In 2020, Canadian oil and gas producers will need to start measuring methane, and managing towards stringent caps. The regulations require measurement 3x annually at many sites, using EPA Method21 or Optical Gas Imaging (OGI) cameras. Producers have an opportunity in 2019 to develop and propose Alternative measurement and inspection programs that deliver the same reductions at lower measurement cost. These triage programs may depend on multiple measurement techniques. But which ones work? The service sector has not yet developed clear performance specifications across conditions. In the meantime, inter-comparative studies can provide insight.
This paper is a recent Australian effort that comprehensively compares different methane monitoring techniques (truck, stationary, imaging, tracer, etc). We’ve seen many of these inter-comparative “shootout” style experiments over the years, particularly for Carbon Capture and Storage monitoring technologies. In this area, the Australians are leaders. This study impressed us, because the experiments were made blind (in size and time) to the instrument operators. In other words, nobody knew what was coming, or what they should find. Good science.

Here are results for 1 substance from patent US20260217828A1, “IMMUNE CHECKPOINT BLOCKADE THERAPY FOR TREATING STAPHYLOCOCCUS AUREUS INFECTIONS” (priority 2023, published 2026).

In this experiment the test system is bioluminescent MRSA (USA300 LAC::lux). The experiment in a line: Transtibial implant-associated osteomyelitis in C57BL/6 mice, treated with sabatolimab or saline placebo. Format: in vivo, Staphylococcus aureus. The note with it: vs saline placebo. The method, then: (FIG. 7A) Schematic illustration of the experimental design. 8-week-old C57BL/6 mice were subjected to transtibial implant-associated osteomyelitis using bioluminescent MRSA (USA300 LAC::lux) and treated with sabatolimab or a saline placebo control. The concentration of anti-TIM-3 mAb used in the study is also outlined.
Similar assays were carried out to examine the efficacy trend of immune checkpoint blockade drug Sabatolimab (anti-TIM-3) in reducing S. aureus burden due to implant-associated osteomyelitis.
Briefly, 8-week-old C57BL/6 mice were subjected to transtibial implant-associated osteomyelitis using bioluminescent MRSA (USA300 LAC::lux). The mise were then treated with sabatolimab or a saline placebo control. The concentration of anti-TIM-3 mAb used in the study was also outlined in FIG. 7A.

Fig. 2. Boreal GasFinder2 UAV octocopter target with reflector payload near the gas release chamber. (Taken from the International Journal of Greenhouse Gas Control paper)
The results, however, were not a surprise. The most important take-home is written right in the abstract: “The majority of CH4 estimates were within 20% of the actual CH4 release rate (5.8 g/min).” Since the difference between the smallest and largest emissions in a typical oilfield often exceeds 100,000%, most of these techniques performed well relative to the variability onsite.
There is a lot of uncertainty and skepticism in oilfield circles around methane monitoring techniques. But, they’re far from magic. Many of the techniques (including those tested here) rely on decades-old foundational methods like gaussian dispersion. Uncertainty amongst O&G operators is related more to unfamiliarity than to actual measurement novelty.
The trick for Canadian operators will always be to use the right technique for the weather – whether -40, +40, snow, or smoke from forest fires.
Fig. 12. Column densities of methane derived from the spectral measurement using the Bruker HI90 at 20 g/min release rate at a distance of 100 m. The red box illustrates the region of methane recordings. (For interpretation of the references to colour in this figure legend, the reader is referred to the web version of this article.)